Q: Mr. Angel, you are recorded to have said, and I quote, "Bring it on," and other such statements on the day in question. Isn't that proof of provocation?
A: I challenged them to shoot me if they were so hell-bent on killing me. They had sent Abigial Runyon to kill me. Hiram Block had tried to kill me. So, I gave them the opportunity to kill me right then and there. None of them took up my offer.
Q: And that is when the altercation started?
A: No, the altercation started when Brother Bob and some of his guys ganged up on me. I was trying to defend myself, that's all. Okay, I admit I'm no diplomat, but I stand by my words and actions. They can call me a Satanist and the Anti-Christ until they are all blue in the face, but resorting to murder? An innocent woman is dead because of Brother Bob's fanaticism. I faced near assassination four times, twice in a single twenty-four hour period, by him and his so-called church. He has to answer for that.
From the sworn testamony of Investigating Officer Gilbert Grissom, CSI, November 19, 2008:
Q: Officer Grissom, can you tell the court what you discovered on the day of Abigail Runyon's murder?
A: The victim was discovered lying in the living room of the defendant's house, shot through the aorta of the heart with a .38 caliber bullet. She was discovered by a delivery boy, Cole Shoope, around five-forty-five PM. The victim allegedly entered the house with a key she possessed while she had been employed as a housekeeper by the defendant, intending to return it to him. She had left a note for him in the kitchen when the defendant entered. There had been some signs of a struggle; a knife was found on the floor of the kitchen, and a small table in the living room was overturned.
Q: Is this the note the victim wrote? (Gives witness Exhibit C).
A: This is the note, yes. (Reads) "Brother Bob, am returning my key. You're wrong about Criss Angel. He is a good man and a Christian, too. Stop...trying--I think that is the word; it's spelled "tring"--to kill him. I quit your church for good. You're no Christian man but a devil yourself. Abby."
Q: So she was aware that the defendant wanted to kill Criss Angel.
A: Not only aware of it, but the defendant had actually ordered her to kill him a few days after Hiram Block's second attack.
Q: He ordered Abigail Runyon to kill Criss Angel?
A: That is correct.
Q: Did she attempt to do so?
A: According to security records at the Luxor, she surrendered peacefully enough. She had never met Criss Angel, let alone had any desire to kill him. She insisted that the defendant had ordered her to do so to, quote, "save her soul".
Q: Were any charges pressed against Ms. Runyon?
A: They were all dropped by request of Criss Angel himself.
Q: I see. So you conclude that because she refused to kill Mr. Angel that the defendant murdered her.
A: That is my conclusion, yes.
Q: Moving forward to the night of the premire, the defendant was spotted by a photographer and video surveillance on the third floor balcony of the Luxor hotel after the performance. He was quickly apprehended by security and taken into custody. Can you tell the court in your own words how he entered the hotel with a rifle onto the third floor?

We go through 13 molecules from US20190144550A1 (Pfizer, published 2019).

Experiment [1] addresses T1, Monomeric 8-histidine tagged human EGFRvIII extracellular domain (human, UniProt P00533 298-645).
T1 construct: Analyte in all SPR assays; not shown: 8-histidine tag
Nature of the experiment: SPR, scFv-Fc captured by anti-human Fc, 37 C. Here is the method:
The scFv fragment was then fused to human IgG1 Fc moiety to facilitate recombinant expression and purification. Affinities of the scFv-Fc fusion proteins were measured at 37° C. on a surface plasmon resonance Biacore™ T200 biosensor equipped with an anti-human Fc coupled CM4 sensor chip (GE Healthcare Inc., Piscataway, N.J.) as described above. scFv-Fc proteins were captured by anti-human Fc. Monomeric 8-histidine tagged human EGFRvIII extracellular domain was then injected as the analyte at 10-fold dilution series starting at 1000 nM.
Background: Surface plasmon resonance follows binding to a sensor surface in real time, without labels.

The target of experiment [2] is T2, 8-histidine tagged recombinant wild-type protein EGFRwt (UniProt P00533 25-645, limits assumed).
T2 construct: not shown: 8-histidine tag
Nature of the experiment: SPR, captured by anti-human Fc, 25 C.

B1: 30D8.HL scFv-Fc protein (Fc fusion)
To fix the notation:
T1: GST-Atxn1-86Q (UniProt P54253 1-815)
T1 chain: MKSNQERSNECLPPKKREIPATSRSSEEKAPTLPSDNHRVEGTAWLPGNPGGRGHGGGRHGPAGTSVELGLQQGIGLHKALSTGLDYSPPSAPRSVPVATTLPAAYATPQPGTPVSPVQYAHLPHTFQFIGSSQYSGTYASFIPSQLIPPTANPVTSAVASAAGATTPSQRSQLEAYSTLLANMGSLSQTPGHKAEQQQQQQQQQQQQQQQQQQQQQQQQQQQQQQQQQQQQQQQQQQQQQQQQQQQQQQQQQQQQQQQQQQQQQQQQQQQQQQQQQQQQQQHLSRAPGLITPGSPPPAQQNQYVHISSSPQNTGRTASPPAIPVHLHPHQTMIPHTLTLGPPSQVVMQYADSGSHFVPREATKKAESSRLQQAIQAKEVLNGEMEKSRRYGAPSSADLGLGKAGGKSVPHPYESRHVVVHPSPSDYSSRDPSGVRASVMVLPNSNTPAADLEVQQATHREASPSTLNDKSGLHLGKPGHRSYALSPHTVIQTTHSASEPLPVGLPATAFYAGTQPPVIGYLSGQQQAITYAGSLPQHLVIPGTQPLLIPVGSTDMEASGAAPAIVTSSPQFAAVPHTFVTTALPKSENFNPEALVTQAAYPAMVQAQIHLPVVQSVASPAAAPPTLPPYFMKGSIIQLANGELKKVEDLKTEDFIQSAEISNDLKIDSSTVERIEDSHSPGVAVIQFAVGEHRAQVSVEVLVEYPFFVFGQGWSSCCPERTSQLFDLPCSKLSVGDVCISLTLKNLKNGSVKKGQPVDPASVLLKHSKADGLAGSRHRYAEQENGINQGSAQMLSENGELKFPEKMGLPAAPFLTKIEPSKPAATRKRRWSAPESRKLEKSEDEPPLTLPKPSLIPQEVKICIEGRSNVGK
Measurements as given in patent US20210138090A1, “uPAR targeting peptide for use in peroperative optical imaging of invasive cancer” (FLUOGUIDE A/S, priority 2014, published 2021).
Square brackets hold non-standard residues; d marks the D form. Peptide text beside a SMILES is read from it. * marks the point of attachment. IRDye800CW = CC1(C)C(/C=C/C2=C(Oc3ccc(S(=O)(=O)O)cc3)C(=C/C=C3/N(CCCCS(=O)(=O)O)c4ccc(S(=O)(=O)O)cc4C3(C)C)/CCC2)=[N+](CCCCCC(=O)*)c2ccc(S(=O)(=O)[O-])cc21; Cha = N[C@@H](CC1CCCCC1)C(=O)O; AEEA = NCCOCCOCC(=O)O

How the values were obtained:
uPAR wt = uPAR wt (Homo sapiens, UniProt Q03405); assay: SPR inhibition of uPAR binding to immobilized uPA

A: The defendant disguised himself as a maintenance worker, concealing the weapon inside his coveralls. He had stolen Abigail Runyon's employee pass to gain access to the third floor of the hotel. From video surveillance, he had concealed himself inside a storage facility and made his way up to the balcony. He was spotted by both security and Mario Mendoza, photographer for VERVE! magazine, who was covering the event.
Q: Is this the security pass used?
A: It is.
Q: And this is the photograph Mr. Mendoza took of the defendant at the time?
A: It is.
Q: Ladies and gentlemen of the jury, take a good look at this photograph of the defendant taken by fashion photographer Mario Mendoza. (Passes photo to jury). You can clearly see that the defendant was on the balcony at the time of the premiere, armed and ready to shoot, having used his victim's pass to gain access to the balcony...
The jury took only two hours to deliberate the fate of Brother Bob Talbot, but to the man sitting in the defendant's chair, it seemed an eternity. He wasn't looking at time in prison, but the death penalty itself. He was going to face the Ultimate Penalty while that Devil's minion, the Anti-Chirst, walked away free. At least he'd be safe in Heaven while the rest of the sinful world succumbed to God's wrath. Yes, he'd go to the gas chamber, or the gallows, or whatever means they executed criminals in the state of Nevada, but with his head held high, singing God's praises, ready to walk through the Gates of Heaven into eternal bliss. O, Death, where is thy sting? O, Grave, where is thy victory?
"Robert Talbot, you have been found guilty on one count of first degree murder, one count of conspiracy to murder, and one count of carrying a concealed weapon with intent to murder. Sentencing will take place two weeks from today. Case dismissed."
The courtroom quickly emptied. Talbot was escorted to his cell, but as he turned to leave with the guards, he caught sight of Criss in the back of the courtroom. Enraged at the sight of the Anti-Christ witnessing his downfall, he strained against his shackles, snarling at him. "The Anti-Christ will fall, Devil!" he shouted as his escort pulled him away. "God will strike you down! He will cast you into the lowest depths of Hell for your blasphemies! Jesus will emerge triumphant in the end! You will fall, Devil! You will fall!"
The heavy door leading to the lockup swung shut behind him, cutting off his rant. Criss drew a heavy breath and walked casually out of the courtroom. It was over. The Perfecting Church of Jesus Christ with Signs Ascending was no more. Hiram Block was behind bars. Bob Talbot was headed for Death Row. Abigail Runyon had been avenged. No more assassination attempts. No more religious fanatics gunning for him. He could breathe easily now. He was free at last. God was in His Heaven, all was right with the world.